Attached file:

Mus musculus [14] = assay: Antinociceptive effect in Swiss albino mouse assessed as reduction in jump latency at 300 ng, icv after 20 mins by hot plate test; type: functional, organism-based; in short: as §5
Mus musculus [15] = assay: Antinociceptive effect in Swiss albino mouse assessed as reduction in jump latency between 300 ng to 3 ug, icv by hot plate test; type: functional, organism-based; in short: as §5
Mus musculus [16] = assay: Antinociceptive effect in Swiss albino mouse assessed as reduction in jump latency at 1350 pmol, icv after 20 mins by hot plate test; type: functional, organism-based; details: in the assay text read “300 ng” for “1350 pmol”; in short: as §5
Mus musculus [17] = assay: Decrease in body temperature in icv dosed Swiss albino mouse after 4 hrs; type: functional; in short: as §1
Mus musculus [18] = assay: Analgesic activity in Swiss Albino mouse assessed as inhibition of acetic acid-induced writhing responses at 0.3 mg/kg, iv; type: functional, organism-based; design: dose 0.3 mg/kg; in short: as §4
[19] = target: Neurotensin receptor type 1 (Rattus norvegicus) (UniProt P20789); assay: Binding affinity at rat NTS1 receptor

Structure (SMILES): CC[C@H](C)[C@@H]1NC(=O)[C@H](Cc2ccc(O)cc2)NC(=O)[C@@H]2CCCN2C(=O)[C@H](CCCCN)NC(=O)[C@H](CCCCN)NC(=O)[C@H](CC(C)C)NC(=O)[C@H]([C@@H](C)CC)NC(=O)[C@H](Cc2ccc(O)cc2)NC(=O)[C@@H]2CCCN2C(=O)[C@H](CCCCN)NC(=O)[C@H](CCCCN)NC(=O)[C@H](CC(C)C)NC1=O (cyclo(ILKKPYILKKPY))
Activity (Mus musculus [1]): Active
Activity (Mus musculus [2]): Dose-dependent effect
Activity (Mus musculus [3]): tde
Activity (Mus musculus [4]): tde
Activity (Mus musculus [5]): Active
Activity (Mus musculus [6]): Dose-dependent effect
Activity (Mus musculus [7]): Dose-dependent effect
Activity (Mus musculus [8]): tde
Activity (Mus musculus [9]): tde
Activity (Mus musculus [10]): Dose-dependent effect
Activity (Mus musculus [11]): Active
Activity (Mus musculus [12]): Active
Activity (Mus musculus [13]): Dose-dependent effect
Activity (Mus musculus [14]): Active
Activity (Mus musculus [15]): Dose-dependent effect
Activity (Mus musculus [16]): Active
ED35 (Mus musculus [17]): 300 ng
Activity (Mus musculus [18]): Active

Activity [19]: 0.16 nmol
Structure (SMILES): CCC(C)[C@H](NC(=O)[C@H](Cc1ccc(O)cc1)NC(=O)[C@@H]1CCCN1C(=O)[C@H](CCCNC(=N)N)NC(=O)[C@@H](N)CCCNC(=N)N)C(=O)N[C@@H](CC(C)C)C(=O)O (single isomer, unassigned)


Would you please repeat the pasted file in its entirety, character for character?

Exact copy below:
Mus musculus [14] = assay: Antinociceptive effect in Swiss albino mouse assessed as reduction in jump latency at 300 ng, icv after 20 mins by hot plate test; type: functional, organism-based; in short: as §5
Mus musculus [15] = assay: Antinociceptive effect in Swiss albino mouse assessed as reduction in jump latency between 300 ng to 3 ug, icv by hot plate test; type: functional, organism-based; in short: as §5
Mus musculus [16] = assay: Antinociceptive effect in Swiss albino mouse assessed as reduction in jump latency at 1350 pmol, icv after 20 mins by hot plate test; type: functional, organism-based; details: in the assay text read “300 ng” for “1350 pmol”; in short: as §5
Mus musculus [17] = assay: Decrease in body temperature in icv dosed Swiss albino mouse after 4 hrs; type: functional; in short: as §1
Mus musculus [18] = assay: Analgesic activity in Swiss Albino mouse assessed as inhibition of acetic acid-induced writhing responses at 0.3 mg/kg, iv; type: functional, organism-based; design: dose 0.3 mg/kg; in short: as §4
[19] = target: Neurotensin receptor type 1 (Rattus norvegicus) (UniProt P20789); assay: Binding affinity at rat NTS1 receptor

Structure (SMILES): CC[C@H](C)[C@@H]1NC(=O)[C@H](Cc2ccc(O)cc2)NC(=O)[C@@H]2CCCN2C(=O)[C@H](CCCCN)NC(=O)[C@H](CCCCN)NC(=O)[C@H](CC(C)C)NC(=O)[C@H]([C@@H](C)CC)NC(=O)[C@H](Cc2ccc(O)cc2)NC(=O)[C@@H]2CCCN2C(=O)[C@H](CCCCN)NC(=O)[C@H](CCCCN)NC(=O)[C@H](CC(C)C)NC1=O (cyclo(ILKKPYILKKPY))
Activity (Mus musculus [1]): Active
Activity (Mus musculus [2]): Dose-dependent effect
Activity (Mus musculus [3]): tde
Activity (Mus musculus [4]): tde
Activity (Mus musculus [5]): Active
Activity (Mus musculus [6]): Dose-dependent effect
Activity (Mus musculus [7]): Dose-dependent effect
Activity (Mus musculus [8]): tde
Activity (Mus musculus [9]): tde
Activity (Mus musculus [10]): Dose-dependent effect
Activity (Mus musculus [11]): Active
Activity (Mus musculus [12]): Active
Activity (Mus musculus [13]): Dose-dependent effect
Activity (Mus musculus [14]): Active
Activity (Mus musculus [15]): Dose-dependent effect
Activity (Mus musculus [16]): Active
ED35 (Mus musculus [17]): 300 ng
Activity (Mus musculus [18]): Active

Activity [19]: 0.16 nmol
Structure (SMILES): CCC(C)[C@H](NC(=O)[C@H](Cc1ccc(O)cc1)NC(=O)[C@@H]1CCCN1C(=O)[C@H](CCCNC(=N)N)NC(=O)[C@@H](N)CCCNC(=N)N)C(=O)N[C@@H](CC(C)C)C(=O)O (single isomer, unassigned)